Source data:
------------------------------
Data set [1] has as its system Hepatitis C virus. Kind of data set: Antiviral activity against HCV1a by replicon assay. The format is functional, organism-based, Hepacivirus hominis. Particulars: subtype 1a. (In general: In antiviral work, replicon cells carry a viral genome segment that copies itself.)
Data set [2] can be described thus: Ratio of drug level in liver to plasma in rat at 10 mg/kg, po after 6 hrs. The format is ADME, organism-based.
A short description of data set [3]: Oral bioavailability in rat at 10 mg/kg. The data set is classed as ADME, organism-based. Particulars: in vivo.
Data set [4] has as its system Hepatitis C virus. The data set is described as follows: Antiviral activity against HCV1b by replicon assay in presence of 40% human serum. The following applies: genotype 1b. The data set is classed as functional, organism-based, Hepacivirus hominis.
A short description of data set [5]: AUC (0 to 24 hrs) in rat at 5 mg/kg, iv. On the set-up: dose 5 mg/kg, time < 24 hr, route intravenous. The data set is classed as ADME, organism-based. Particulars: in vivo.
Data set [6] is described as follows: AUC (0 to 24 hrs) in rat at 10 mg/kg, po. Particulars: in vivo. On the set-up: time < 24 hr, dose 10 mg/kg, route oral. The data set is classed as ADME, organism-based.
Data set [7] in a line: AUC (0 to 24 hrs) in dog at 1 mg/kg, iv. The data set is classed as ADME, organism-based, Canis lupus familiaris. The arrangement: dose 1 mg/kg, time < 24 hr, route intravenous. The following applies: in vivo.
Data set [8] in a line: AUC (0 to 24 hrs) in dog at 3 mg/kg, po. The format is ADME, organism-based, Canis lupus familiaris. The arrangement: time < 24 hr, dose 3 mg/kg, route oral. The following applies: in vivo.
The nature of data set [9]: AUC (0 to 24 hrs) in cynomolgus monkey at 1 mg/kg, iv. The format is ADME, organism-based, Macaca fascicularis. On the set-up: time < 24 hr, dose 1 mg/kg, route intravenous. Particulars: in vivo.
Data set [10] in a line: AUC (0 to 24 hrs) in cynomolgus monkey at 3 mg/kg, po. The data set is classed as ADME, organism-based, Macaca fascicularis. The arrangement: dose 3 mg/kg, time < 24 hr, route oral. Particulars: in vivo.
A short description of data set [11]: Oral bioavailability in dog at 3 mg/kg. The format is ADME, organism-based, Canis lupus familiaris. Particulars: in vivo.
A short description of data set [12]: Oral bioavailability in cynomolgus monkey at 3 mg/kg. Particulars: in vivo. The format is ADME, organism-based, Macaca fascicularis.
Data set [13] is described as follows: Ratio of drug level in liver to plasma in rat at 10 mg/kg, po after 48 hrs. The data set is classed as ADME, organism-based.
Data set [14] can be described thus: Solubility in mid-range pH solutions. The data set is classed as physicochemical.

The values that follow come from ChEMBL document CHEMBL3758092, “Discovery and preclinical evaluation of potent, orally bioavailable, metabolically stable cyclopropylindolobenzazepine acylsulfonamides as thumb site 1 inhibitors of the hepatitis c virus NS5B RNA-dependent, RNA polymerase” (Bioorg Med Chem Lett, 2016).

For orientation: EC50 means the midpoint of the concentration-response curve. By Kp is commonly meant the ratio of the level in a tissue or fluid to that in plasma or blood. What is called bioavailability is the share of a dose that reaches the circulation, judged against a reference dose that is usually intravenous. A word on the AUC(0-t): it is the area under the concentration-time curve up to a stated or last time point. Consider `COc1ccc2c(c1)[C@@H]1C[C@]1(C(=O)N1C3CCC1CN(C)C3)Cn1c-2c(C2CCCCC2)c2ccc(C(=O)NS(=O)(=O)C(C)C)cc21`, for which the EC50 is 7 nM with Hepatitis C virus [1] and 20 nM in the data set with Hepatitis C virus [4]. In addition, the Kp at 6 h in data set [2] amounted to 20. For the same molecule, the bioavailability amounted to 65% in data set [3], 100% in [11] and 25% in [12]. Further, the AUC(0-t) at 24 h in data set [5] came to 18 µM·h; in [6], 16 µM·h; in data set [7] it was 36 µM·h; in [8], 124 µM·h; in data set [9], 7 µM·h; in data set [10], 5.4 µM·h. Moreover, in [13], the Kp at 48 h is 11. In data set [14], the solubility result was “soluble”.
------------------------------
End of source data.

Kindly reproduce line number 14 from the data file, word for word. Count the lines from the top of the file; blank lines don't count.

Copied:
Data set [14] can be described thus: Solubility in mid-range pH solutions. The data set is classed as physicochemical.